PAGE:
Scientists find two routes to mouth cancer

Cancer Research UK

Cancer Research UK scientists have discovered mouth cancer can develop along two distinct pathways, an aggressive or less aggressive route, reveals a study published in Cancer Research* today (Tuesday).

The research lays the foundations for further studies that could help to improve the management of pre-cancerous lesions and possibly prevent the development of the disease in the future. The researchers from Cancer Research UK’s Beatson Institute for Cancer Research in Glasgow took samples from the mouths of 19 people with pre-cancerous lesions, or spots, 16 patients with mouth cancer and four normal mouths. They compared these samples, each one made up from thousands of cells, in an attempt to find out if the disease develops in more than one way.

The researchers identified two different routes by which mouth cancer develops, resulting in ‘mortal’ and ‘immortal’ tumour cells when they are grown in the laboratory. ‘Mortal’ and ‘immortal’ cells are genetically very different. ‘Mortal’ cells have a limited lifespan and so will exhaust themselves as they develop into a tumour, being less likely to spread or recur following treatment. ‘Immortal’ cells on the other hand are much more resilient and will keep on dividing, making them more likely to spread and to cause a recurrence - a major characteristic of aggressive disease.

They found that faults in the p53 gene and missing expression of the p16 gene were closely associated with ‘immortal’, aggressive tumours. Importantly, these same changes were also found in pre-cancerous cells, which grew in laboratory cultures as ‘immortal’ cells. When it is working normally, the p53 gene stops damaged cells dividing and should stop cancers growing, which is probably why faults were found in the p53 gene in ‘immortal’ cells rather than in ‘mortal’ ones. The p16 gene helps to control the cell regulation process and can prevent cancer from developing - expression of this was missing from most of the more aggressive mouth cancer cells.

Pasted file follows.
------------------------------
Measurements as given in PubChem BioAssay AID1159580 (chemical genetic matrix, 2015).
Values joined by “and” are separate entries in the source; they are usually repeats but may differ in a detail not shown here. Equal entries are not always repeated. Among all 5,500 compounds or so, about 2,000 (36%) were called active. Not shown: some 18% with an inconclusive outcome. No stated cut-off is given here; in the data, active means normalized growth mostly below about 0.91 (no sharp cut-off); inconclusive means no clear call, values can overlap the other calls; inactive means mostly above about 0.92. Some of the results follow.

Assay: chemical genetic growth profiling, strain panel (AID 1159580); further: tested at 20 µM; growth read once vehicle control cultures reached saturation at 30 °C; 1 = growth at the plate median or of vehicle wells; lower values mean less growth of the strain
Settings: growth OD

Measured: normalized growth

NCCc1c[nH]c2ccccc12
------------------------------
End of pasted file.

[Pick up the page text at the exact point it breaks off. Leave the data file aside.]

Lead researcher Professor Paul Harrison, from Cancer Research UK’s Beatson Institute, said: “We found that many of the molecular changes found in ‘mortal’ and ‘immortal’ cancers are also found in their respective pre-cancerous lesions, which suggests that mouth cancer forms in different ways.”

Mouth cancer patients often develop a series of pre-cancerous lesions over a number of years, due to damaged DNA frequently caused by prolonged tobacco and alcohol use. Previously scientists thought all mouth cancers developed via a single route - from pre-cancer to mouth cancer as the DNA in mouth cancer cells’ progressively accumulated more damage. This is the first time scientists have established why some types of pre-cancerous lesions are more likely to develop into more aggressive cancers. This could be important because using current tests, it is impossible to predict which pre-cancers will actually develop into cancer.

Professor Harrison goes on to explain: “The data we collected provide strong evidence for the first time that some mouth cancer tumours are more aggressive than others and are therefore linked to poorer patient survival. We hope in the future that these findings will allow us to discover early on who needs urgent treatment and possibly offer new methods of preventing the disease.”

Professor John Toy, medical director at Cancer Research UK, said: “Cases of mouth cancer in the UK have risen by a quarter over the past 10 years so these are valuable findings that will help scientists gain a clearer understanding the ways the disease can develop and progress.

“1,600 people die every year from the disease and Cancer Research UK has launched an awareness campaign ‘Open Up to Mouth Cancer’ to encourage people to spot the early signs of the disease and reduce their risk. The most common indicators of mouth cancer are sores, ulcers, red or white patches and unexplained pain in the mouth or ear. Less common signs include a lump in the neck, a persistent sore throat or difficulty swallowing. If any of these persists for more than three weeks they need to be checked out by a doctor or dentist.”